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Maths Formulas

Sets Formula

The concept of set serves as a fundamental part of the general mathematics of day-to-day needs. Today this concept is being used in many branches of mathematics. Further sets are used to define the concepts of relations and functions in mathematics. Also, the study of geometry, sequences, probability, etc. requires the knowledge of sets. Set theory has its own various notations and symbols that may seem sometimes unusual for many. In this topic, we will discuss the Sets Formula with examples. It is a very interesting concept!

Concept of Set Theory

A collection of objects is known as a Set. The theory of sets was given by German mathematician Georg Cantor (1845-1918). He first encountered the sets while working with problems on the trigonometric series.

Sets Formula

In our life, we often speak of collections of objects of some kind, like, a pack of cards, a crowd of people, a cricket team, etc. In mathematics also, we come across the collections of natural numbers, points, prime numbers, etc. We can examine the following collections as:

  1. Collection of odd natural numbers less than 12, i.e., 1, 3, 5, 7, 9,11
  2. The rivers in India
  3. The vowels in the English alphabet, which are a, e, i, o, u
  4. Various kinds of the triangles
  5. The solution of the quadratic equation: \(x^2 – 5x + 6 = 0\), which are, 2 and 3.

As we can see that these are the well-defined collection of objects. Therefore, set theory is a branch of mathematics that deals with the study of sets of the collection of similar objects. It is one of the most fundamental branches of mathematics. But it is also very complex if you try to analyze the large collection of sets.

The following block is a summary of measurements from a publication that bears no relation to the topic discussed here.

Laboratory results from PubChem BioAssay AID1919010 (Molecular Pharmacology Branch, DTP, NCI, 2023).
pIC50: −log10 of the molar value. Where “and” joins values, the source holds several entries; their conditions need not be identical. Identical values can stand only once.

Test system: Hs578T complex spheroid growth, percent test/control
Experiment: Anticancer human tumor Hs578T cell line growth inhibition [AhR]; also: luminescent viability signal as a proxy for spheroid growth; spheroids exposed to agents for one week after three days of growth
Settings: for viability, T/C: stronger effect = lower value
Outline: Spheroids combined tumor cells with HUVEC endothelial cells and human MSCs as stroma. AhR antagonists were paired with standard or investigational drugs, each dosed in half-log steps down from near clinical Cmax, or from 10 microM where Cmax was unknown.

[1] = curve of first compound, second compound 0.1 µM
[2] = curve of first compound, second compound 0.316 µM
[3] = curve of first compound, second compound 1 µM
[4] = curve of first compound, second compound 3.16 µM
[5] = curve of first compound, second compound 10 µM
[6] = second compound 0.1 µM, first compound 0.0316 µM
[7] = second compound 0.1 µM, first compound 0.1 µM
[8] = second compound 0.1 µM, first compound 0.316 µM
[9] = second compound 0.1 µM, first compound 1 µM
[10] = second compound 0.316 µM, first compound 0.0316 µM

We will also see a few more examples of sets used particularly in mathematics. The symbols for the special sets given above will be referred to as the syllabuses of many courses.

Sets Formula

Following are some basic formulas from the set theory:

(A) For a group of two sets A, B

  1. If A and P are overlapping set, \(n( A\cup P ) = n(A) +n(P) – n (A\cap P) \)
  2. If A and B are disjoint set, \(n(A\cup B) = n(A) +n(B)\)
  3. \(n(U) = n(A) +n(B) – n(A\cap B) + n ((A\cup B)^c )\)
  4. \(n(A\cup B) = n(A-B) +n(B-A) + n (A\cap B)\)
  5. \(n(A-B) = n(A\cap B)- n(B)\)
  6. \(n(A-B)= n(A)- n(A\cap B)\)
  7. \(n(A^c) = n(U)- n(A)\)

(B) For a group of three sets P, Q, C

\(n(P \cup Q \cup C) = n(P)+n( Q )+n( C )-n( P\cap Q )-n(Q \cap C)-n(C\cap P)+n(P \cap Q\cap C)\)

Solved Examples for Sets Formula

Q.1: In a class, there are 120 students, 35 like drawing and 45 like music. 20 like both. Determine how many of them like either of them or neither of them?

Solution:

  • Total number of students, n(U) = 120
  • Number of drawing students, n(D) = 35
  • Number of music students, n(M) = 45

The Number of students who like both, \(n(D\cap M) = 20\)

Number of students who like either of them,

\(n(D\cup M) = n(D) + n(M) – n(D\cap M)\)

\(n(D\cup M) = 4520 = 60\)

Number of students who like neither,

\(n (U) – n (D \cup M) = 120 – 60 = 60\)

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